insert

Syntax:

    #include <map>
    iterator insert( iterator pos, const TYPE& val );
    iterator insert( const TYPE& val );
    void insert( input_iterator start, input_iterator end );

The function insert() either:

  • inserts val after the element at pos (where pos is really just a suggestion as to where val should go, since multimaps are ordered), and returns an iterator to that element.
  • inserts val into the multimap, returning an iterator to the element inserted.
  • inserts a range of elements from start to end.

For example, the following code uses the insert() function to add several <name,ID> pairs to a employee multimap:

    multimap<string,int> m;
 
    int employeeID = 0;
    m.insert( pair<string,int>("Bob Smith",employeeID++) );
    m.insert( pair<string,int>("Bob Thompson",employeeID++) );
    m.insert( pair<string,int>("Bob Smithey",employeeID++) );
    m.insert( pair<string,int>("Bob Smith",employeeID++) );
 
    cout << "Number of employees named 'Bob Smith': " << m.count("Bob Smith") << endl;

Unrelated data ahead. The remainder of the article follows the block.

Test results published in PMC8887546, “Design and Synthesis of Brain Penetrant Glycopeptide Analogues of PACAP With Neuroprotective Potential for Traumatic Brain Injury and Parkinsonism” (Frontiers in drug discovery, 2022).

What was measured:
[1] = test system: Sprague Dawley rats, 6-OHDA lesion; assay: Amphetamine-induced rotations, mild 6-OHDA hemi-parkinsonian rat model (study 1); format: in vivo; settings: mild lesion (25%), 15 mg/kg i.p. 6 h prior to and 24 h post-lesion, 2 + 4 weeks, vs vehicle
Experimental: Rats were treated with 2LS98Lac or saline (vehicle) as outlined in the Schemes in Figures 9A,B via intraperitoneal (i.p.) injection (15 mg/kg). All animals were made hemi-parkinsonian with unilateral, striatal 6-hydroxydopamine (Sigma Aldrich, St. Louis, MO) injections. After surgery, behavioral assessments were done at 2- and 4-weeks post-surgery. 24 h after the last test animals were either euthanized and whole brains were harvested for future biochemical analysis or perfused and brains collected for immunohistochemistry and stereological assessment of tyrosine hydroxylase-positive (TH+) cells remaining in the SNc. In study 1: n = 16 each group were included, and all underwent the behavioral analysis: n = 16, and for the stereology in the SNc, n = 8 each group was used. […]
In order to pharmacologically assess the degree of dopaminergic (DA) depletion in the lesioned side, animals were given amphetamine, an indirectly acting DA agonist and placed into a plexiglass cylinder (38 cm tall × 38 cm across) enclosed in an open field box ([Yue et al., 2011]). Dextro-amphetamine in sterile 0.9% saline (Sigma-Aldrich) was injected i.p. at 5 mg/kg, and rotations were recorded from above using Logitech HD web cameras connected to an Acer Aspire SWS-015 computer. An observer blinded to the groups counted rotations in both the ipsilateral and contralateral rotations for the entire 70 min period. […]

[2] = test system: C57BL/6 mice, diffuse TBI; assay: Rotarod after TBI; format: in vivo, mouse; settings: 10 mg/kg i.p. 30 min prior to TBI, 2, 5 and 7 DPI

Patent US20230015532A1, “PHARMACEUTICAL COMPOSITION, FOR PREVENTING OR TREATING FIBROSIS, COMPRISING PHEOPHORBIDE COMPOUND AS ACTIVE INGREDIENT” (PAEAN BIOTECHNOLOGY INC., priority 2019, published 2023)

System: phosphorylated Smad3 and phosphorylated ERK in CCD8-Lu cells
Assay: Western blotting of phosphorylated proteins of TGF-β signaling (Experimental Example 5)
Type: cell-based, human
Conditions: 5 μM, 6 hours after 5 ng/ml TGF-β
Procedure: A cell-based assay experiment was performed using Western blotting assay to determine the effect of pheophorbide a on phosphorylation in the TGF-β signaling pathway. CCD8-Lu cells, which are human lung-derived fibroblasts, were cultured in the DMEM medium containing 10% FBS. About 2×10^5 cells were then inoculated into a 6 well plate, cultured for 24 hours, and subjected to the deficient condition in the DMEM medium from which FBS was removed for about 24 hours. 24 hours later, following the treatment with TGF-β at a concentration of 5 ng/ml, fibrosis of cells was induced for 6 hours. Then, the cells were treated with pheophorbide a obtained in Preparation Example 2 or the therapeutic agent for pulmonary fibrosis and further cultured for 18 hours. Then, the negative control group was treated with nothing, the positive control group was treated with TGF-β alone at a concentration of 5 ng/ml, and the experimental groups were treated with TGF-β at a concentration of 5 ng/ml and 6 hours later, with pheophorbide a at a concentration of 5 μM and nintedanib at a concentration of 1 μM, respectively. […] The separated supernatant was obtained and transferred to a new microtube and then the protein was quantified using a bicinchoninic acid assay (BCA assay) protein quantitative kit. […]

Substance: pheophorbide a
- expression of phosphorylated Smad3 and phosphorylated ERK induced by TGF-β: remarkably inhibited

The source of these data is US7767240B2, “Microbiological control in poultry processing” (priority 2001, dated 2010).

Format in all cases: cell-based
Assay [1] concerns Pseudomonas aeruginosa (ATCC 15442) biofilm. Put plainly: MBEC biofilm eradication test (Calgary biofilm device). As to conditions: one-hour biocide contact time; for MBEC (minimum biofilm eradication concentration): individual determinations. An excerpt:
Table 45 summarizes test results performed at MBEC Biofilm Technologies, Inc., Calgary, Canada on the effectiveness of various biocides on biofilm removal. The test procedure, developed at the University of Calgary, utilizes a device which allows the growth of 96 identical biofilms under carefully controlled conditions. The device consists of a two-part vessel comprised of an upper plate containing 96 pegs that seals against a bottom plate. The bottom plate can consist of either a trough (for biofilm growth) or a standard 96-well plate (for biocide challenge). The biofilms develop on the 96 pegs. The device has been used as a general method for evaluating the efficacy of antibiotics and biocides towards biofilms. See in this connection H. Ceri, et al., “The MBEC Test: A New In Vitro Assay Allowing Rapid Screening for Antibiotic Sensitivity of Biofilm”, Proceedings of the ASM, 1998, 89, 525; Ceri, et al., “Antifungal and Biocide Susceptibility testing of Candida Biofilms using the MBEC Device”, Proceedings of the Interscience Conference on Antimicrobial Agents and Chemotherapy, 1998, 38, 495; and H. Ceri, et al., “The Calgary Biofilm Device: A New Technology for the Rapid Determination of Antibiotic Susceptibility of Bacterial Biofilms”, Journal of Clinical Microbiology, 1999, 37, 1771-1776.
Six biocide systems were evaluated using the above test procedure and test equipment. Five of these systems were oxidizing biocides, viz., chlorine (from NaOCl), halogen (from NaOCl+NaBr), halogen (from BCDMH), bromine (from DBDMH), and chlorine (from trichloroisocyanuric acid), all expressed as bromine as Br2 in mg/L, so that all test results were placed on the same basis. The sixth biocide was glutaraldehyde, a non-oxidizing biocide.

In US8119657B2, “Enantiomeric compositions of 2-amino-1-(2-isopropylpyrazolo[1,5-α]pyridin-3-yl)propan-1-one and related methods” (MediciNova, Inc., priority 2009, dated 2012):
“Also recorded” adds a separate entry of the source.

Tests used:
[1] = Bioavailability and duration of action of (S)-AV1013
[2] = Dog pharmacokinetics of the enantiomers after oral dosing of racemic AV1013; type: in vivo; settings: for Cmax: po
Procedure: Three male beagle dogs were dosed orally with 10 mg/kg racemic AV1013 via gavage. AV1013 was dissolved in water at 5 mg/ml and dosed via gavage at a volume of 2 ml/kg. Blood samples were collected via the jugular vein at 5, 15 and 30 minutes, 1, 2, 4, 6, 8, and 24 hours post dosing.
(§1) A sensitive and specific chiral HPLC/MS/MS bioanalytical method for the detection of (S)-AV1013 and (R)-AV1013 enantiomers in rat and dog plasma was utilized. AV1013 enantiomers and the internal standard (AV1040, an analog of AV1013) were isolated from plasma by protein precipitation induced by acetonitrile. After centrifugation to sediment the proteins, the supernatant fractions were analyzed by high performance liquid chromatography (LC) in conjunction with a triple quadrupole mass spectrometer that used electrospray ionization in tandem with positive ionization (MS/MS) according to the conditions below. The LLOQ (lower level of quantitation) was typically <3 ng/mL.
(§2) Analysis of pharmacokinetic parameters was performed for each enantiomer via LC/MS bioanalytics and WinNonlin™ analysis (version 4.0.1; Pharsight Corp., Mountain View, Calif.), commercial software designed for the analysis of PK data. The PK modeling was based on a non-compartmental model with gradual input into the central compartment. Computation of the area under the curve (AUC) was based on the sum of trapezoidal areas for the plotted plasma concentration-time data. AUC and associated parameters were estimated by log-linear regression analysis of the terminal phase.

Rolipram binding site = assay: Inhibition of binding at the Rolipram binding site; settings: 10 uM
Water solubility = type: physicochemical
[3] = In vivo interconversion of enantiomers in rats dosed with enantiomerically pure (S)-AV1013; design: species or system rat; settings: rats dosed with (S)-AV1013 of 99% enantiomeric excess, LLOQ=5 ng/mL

cout << "Number of employees named 'Bob Thompson': " << m.count("Bob Thompson") << endl;
    cout << "Number of employees named 'Bob Smithey': " << m.count("Bob Smithey") << endl;
 
    cout << "Employee list: " << endl;
    for( multimap<string, int>::iterator iter = m.begin(); iter != m.end(); ++iter ) {
      cout << " Name: " << iter->first << ", ID #" << iter->second << endl;
    }

When run, the above code produces the following output:

  Number of employees named 'Bob Smith': 2
  Number of employees named 'Bob Thompson': 1
  Number of employees named 'Bob Smithey': 1
  Employee list:
   Name: Bob Smith, ID #0
   Name: Bob Smith, ID #3
   Name: Bob Smithey, ID #2
   Name: Bob Thompson, ID #1